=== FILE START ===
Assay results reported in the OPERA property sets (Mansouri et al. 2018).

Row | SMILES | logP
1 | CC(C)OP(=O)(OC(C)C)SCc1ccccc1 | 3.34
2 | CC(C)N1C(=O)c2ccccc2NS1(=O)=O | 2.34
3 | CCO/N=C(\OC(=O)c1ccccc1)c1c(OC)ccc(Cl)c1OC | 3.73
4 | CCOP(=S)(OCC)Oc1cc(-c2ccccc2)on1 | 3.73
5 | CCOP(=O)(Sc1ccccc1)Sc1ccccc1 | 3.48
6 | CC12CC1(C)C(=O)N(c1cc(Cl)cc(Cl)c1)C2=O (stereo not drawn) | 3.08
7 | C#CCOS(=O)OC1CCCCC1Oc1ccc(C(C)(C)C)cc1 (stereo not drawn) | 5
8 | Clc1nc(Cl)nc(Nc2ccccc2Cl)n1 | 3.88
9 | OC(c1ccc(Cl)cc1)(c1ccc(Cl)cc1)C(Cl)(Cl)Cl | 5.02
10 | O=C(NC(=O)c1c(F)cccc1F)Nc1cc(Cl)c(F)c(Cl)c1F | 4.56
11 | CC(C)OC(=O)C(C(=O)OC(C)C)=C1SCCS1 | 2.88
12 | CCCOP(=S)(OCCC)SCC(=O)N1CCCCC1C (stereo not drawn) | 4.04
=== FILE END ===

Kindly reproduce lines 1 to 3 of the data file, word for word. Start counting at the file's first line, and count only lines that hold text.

Assay results reported in the OPERA property sets (Mansouri et al. 2018).

Row | SMILES | logP
1 | CC(C)OP(=O)(OC(C)C)SCc1ccccc1 | 3.34